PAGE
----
BRUSSELS (AP) — European creditors issued Greece with an ultimatum Monday, saying the country must accept a key condition in bailout talks by the end of the week or face having to meet its debt commitments on its own — a prospect that many in the financial markets think would leave Greece little option but to leave the euro.
After a meeting of the 19 finance ministers of the eurozone over how to make Greece's debts sustainable broke down in seeming-acrimony after barely more than three hours, Greece was told it has to ask for an extension to its bailout program before further negotiations on the country's future financing and economic course can take place.
"We simply need more time and the best way for that at this point is extend the current program which would allow a number of months for us to work on future arrangements," said Jeroen Dijsselbloem, the head of the so-called eurogroup.
Without some sort of financing arrangements in place after the current bailout ends after Feb. 28, Greece would face real difficulties meeting its obligations, such as debt repayments, over the coming months. Bankruptcy and a potential exit from the euro would loom for Greece once again.
That's why investors grew increasingly concerned Monday that a deal may not emerge in time to avoid a so-called "Grexit" from the euro — the main stock market in Greece fell 3.8 percent while the euro slipped.
Investors are worried that the two sides are poles apart especially as a cornerstone of the election campaign of Greece's new left-wing government was to scrap the bailout program. In return for 240 billion euros ($275 billion) of rescue money from 2010 onwards, successive Greek governments have had to implement a wide array of austerity measures such as deep cuts to spending and pensions.
The new Syriza government, in power for barely three weeks, blames those measures for the country's economic ills — the Greek economy is around a quarter smaller than in 2008, despite a recent modest return to growth while unemployment and poverty have swelled.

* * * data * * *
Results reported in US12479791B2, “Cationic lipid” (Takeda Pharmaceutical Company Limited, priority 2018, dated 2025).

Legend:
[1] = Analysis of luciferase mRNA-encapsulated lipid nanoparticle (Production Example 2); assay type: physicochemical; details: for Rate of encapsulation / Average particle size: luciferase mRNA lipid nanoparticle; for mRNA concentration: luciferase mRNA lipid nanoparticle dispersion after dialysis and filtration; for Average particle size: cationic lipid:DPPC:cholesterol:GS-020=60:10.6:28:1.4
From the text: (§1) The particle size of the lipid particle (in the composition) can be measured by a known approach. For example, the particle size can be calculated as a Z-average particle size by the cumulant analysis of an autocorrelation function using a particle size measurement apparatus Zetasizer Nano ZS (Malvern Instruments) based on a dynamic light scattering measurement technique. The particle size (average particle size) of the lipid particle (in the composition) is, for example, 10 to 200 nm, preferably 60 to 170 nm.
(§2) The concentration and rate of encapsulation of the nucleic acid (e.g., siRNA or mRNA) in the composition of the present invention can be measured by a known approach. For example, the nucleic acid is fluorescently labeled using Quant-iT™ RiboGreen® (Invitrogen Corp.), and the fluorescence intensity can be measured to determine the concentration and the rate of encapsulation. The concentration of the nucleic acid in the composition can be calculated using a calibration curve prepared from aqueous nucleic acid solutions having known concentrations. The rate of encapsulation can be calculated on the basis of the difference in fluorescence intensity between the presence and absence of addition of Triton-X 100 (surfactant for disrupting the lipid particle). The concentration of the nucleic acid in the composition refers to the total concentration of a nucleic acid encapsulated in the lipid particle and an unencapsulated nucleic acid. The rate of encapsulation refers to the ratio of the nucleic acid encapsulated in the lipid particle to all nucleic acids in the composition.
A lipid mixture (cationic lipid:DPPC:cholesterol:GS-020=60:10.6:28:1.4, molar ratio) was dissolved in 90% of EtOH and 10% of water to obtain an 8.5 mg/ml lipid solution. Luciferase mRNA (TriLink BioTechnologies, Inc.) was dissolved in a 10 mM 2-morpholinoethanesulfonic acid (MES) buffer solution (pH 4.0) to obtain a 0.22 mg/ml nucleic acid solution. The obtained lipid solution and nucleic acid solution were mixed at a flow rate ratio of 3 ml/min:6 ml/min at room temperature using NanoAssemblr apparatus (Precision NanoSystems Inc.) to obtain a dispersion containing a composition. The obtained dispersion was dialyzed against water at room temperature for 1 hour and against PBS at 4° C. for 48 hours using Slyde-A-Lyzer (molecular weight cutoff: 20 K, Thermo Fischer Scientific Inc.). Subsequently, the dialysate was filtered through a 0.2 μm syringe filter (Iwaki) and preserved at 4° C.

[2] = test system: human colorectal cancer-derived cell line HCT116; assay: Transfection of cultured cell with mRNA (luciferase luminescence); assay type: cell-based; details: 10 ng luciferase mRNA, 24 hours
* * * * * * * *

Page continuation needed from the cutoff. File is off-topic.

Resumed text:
"It would be an act of subterfuge to promise to our partners to complete successfully a program we challenged the logic of," Greece's finance minister, Yanis Varoufakis, said.
And despite the talk of deadlines, Varoufakis insisted a deal between the two sides was achievable and that visible progress could still be made within the next 48 hours despite Monday's swift breakdown in discussions.
"We are ready and willing to do whatever it takes to reach an agreement over the next two days," he said. "Europe will do the usual trick: It will pull a good agreement or an honorable agreement out of what seems to be an impasse .... I have no doubt that, within the next 48 hours Europe is going to come together and find phrasing that is necessary so we can submit it and move on to do the real work that is necessary."
For all his talk about deadlines, Dijsselbloem also said there was scope for compromise provided the Greek government commits to the broad outlines of the current program, such as maintaining tight budgetary discipline.
He added that he thought it was "still feasible" that Athens would ask for an extension.
"The request for an extension only commits to one thing: that you keep to the broad lines of the program," he said.
However, his suggestion that there was "some flexibility" built in the bailout program met with a fair degree of ambivalence from Varoufakis, who said it was a "nebulous" turn of phrase.
Varoufakis said he had been "perfectly happy to sign there and then" a plan proposed by Pierre Moscovici, the European Commission's monetary and economic affairs official. Details of the plan were sketchy but did apparently involve Athens putting on hold its anti-austerity measures in return for loans and the start of a 6-month negotiation to a future financial arrangement.
"We were offering to refrain from implementing our program for six months and all we were getting back was a nebulous promise of some flexibility that wasn't specified," Varoufakis said.
Malta's finance minister, Edward Scicluna, worried about the implications of a failure by Athens to request an extension: "Then we won't meet. There won't be anything. It will be a disaster."
Derek Gatopoulos in Athens contributed to this report.